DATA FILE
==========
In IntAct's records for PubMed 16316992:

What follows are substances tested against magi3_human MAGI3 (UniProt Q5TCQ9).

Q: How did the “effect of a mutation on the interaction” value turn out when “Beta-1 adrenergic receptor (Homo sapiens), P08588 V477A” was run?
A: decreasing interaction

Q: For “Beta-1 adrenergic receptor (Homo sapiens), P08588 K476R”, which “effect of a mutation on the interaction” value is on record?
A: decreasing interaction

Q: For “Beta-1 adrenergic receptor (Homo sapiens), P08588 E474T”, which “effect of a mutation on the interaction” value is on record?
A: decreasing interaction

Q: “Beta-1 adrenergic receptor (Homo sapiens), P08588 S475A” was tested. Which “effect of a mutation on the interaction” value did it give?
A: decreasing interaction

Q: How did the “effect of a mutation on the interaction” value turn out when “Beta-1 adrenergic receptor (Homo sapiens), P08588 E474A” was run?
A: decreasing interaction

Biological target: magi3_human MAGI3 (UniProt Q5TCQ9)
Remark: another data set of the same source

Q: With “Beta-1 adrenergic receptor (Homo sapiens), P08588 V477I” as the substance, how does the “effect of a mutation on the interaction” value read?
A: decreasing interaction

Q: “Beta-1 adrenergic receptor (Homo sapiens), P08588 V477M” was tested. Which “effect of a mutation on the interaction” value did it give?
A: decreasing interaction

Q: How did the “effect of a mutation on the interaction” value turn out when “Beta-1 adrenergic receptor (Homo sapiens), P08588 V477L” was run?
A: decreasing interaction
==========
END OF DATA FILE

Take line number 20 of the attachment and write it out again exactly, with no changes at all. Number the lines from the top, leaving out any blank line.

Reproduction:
A: decreasing interaction